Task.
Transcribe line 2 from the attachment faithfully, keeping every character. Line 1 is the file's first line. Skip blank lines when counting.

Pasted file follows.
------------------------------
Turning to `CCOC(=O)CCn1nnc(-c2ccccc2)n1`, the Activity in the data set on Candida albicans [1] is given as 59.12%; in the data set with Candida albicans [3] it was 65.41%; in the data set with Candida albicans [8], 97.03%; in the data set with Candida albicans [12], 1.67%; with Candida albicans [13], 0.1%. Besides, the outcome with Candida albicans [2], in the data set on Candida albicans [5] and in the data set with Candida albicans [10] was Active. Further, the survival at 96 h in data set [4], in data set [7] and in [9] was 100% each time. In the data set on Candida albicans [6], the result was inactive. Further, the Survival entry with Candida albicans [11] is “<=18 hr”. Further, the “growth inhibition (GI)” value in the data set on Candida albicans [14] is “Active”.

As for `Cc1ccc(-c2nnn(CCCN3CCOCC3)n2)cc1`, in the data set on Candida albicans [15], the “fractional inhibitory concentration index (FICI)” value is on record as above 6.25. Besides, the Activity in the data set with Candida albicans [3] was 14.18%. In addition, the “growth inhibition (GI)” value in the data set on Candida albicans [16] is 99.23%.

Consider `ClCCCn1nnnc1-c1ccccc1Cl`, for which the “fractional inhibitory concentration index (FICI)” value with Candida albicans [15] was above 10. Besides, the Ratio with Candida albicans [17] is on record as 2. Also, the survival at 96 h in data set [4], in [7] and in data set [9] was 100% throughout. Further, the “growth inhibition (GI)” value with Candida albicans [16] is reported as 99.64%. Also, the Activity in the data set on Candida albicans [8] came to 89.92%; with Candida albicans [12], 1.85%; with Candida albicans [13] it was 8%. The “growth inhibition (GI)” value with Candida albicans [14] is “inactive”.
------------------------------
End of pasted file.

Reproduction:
As for `Cc1ccc(-c2nnn(CCCN3CCOCC3)n2)cc1`, in the data set on Candida albicans [15], the “fractional inhibitory concentration index (FICI)” value is on record as above 6.25. Besides, the Activity in the data set with Candida albicans [3] was 14.18%. In addition, the “growth inhibition (GI)” value in the data set on Candida albicans [16] is 99.23%.